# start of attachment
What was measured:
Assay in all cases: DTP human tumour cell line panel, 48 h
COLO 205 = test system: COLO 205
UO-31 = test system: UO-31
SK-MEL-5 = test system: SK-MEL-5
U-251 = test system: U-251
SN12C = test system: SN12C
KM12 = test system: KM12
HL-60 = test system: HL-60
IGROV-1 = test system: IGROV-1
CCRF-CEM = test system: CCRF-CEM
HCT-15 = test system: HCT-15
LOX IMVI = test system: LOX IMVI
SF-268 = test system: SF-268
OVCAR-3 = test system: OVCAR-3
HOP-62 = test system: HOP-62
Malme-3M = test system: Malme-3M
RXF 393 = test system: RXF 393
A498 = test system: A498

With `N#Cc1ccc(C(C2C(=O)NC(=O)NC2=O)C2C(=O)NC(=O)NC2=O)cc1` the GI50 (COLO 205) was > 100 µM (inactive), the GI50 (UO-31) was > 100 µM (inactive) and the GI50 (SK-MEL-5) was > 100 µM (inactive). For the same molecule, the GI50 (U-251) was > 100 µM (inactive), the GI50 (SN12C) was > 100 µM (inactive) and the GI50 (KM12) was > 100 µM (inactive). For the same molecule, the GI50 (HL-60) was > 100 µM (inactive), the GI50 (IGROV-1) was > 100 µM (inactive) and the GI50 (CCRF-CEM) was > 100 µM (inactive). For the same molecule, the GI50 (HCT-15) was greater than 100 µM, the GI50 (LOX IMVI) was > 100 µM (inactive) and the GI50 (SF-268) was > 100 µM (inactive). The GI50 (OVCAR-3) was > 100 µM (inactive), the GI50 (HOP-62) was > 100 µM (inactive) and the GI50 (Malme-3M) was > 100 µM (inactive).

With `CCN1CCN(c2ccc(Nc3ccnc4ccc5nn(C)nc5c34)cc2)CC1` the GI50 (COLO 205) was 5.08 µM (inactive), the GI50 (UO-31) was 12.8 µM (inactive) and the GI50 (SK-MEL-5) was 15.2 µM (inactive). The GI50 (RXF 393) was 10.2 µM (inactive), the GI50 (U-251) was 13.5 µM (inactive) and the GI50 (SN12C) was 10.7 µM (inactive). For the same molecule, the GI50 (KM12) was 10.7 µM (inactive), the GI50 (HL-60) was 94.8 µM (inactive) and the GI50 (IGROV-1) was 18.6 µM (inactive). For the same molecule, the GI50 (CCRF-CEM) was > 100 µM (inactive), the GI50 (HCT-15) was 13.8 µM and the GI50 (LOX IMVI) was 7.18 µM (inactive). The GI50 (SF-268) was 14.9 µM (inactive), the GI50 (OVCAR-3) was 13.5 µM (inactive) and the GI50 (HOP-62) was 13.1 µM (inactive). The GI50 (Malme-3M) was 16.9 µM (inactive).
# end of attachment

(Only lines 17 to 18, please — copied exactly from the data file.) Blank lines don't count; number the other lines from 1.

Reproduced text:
Malme-3M = test system: Malme-3M
RXF 393 = test system: RXF 393